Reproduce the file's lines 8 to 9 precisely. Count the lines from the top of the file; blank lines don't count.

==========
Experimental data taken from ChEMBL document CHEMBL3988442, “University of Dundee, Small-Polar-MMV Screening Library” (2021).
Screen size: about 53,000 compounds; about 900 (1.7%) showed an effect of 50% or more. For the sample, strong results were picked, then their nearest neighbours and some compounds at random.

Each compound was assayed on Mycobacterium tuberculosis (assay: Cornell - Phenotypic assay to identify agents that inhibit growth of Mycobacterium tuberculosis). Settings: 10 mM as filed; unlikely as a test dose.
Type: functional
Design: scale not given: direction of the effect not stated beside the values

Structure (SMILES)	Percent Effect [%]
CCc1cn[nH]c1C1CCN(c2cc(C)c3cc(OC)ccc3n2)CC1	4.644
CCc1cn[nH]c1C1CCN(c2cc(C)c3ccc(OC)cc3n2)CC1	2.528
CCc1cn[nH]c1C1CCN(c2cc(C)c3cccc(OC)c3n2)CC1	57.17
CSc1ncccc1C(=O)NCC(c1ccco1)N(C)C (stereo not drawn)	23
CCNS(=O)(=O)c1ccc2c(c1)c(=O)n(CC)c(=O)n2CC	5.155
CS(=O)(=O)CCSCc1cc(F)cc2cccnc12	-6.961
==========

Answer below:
CCc1cn[nH]c1C1CCN(c2cc(C)c3ccc(OC)cc3n2)CC1	2.528
CCc1cn[nH]c1C1CCN(c2cc(C)c3cccc(OC)c3n2)CC1	57.17